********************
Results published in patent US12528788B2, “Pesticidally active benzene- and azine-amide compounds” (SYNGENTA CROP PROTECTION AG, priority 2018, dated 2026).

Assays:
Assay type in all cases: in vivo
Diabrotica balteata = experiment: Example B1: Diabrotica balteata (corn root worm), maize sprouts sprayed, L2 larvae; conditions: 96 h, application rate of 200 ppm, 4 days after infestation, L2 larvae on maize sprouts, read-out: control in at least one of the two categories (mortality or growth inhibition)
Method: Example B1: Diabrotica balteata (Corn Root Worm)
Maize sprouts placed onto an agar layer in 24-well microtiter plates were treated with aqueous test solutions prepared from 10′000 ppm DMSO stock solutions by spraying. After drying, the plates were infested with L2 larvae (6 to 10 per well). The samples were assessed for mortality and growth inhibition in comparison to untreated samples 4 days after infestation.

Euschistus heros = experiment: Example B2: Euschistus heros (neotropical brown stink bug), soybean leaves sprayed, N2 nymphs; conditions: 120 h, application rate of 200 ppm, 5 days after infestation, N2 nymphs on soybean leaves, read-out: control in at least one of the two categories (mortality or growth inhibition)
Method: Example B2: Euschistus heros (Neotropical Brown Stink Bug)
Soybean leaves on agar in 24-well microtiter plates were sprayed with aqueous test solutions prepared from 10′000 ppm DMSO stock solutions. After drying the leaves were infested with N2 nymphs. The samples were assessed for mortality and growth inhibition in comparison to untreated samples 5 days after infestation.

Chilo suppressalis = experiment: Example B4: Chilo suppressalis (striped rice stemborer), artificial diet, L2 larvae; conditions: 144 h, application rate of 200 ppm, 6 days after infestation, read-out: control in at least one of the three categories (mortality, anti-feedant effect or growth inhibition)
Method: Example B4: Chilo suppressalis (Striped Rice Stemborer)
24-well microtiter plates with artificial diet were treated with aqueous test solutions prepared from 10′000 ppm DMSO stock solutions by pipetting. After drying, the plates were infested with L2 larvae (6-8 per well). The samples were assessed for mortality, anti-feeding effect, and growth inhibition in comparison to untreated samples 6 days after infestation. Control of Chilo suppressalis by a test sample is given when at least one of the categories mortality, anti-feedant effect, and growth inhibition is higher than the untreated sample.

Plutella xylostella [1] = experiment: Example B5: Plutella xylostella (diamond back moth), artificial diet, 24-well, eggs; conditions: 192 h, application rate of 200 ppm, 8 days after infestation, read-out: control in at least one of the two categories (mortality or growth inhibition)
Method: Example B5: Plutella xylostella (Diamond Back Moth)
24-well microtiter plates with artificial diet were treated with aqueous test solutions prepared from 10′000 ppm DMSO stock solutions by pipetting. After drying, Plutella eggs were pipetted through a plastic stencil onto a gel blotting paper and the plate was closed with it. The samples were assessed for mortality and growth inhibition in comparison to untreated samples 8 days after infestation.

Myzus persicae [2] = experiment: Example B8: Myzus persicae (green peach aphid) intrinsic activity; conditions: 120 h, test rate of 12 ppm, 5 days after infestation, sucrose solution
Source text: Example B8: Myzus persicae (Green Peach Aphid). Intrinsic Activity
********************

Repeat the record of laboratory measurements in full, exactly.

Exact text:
Results published in patent US12528788B2, “Pesticidally active benzene- and azine-amide compounds” (SYNGENTA CROP PROTECTION AG, priority 2018, dated 2026).

Assays:
Assay type in all cases: in vivo
Diabrotica balteata = experiment: Example B1: Diabrotica balteata (corn root worm), maize sprouts sprayed, L2 larvae; conditions: 96 h, application rate of 200 ppm, 4 days after infestation, L2 larvae on maize sprouts, read-out: control in at least one of the two categories (mortality or growth inhibition)
Method: Example B1: Diabrotica balteata (Corn Root Worm)
Maize sprouts placed onto an agar layer in 24-well microtiter plates were treated with aqueous test solutions prepared from 10′000 ppm DMSO stock solutions by spraying. After drying, the plates were infested with L2 larvae (6 to 10 per well). The samples were assessed for mortality and growth inhibition in comparison to untreated samples 4 days after infestation.

Euschistus heros = experiment: Example B2: Euschistus heros (neotropical brown stink bug), soybean leaves sprayed, N2 nymphs; conditions: 120 h, application rate of 200 ppm, 5 days after infestation, N2 nymphs on soybean leaves, read-out: control in at least one of the two categories (mortality or growth inhibition)
Method: Example B2: Euschistus heros (Neotropical Brown Stink Bug)
Soybean leaves on agar in 24-well microtiter plates were sprayed with aqueous test solutions prepared from 10′000 ppm DMSO stock solutions. After drying the leaves were infested with N2 nymphs. The samples were assessed for mortality and growth inhibition in comparison to untreated samples 5 days after infestation.

Chilo suppressalis = experiment: Example B4: Chilo suppressalis (striped rice stemborer), artificial diet, L2 larvae; conditions: 144 h, application rate of 200 ppm, 6 days after infestation, read-out: control in at least one of the three categories (mortality, anti-feedant effect or growth inhibition)
Method: Example B4: Chilo suppressalis (Striped Rice Stemborer)
24-well microtiter plates with artificial diet were treated with aqueous test solutions prepared from 10′000 ppm DMSO stock solutions by pipetting. After drying, the plates were infested with L2 larvae (6-8 per well). The samples were assessed for mortality, anti-feeding effect, and growth inhibition in comparison to untreated samples 6 days after infestation. Control of Chilo suppressalis by a test sample is given when at least one of the categories mortality, anti-feedant effect, and growth inhibition is higher than the untreated sample.

Plutella xylostella [1] = experiment: Example B5: Plutella xylostella (diamond back moth), artificial diet, 24-well, eggs; conditions: 192 h, application rate of 200 ppm, 8 days after infestation, read-out: control in at least one of the two categories (mortality or growth inhibition)
Method: Example B5: Plutella xylostella (Diamond Back Moth)
24-well microtiter plates with artificial diet were treated with aqueous test solutions prepared from 10′000 ppm DMSO stock solutions by pipetting. After drying, Plutella eggs were pipetted through a plastic stencil onto a gel blotting paper and the plate was closed with it. The samples were assessed for mortality and growth inhibition in comparison to untreated samples 8 days after infestation.

Myzus persicae [2] = experiment: Example B8: Myzus persicae (green peach aphid) intrinsic activity; conditions: 120 h, test rate of 12 ppm, 5 days after infestation, sucrose solution
Source text: Example B8: Myzus persicae (Green Peach Aphid). Intrinsic Activity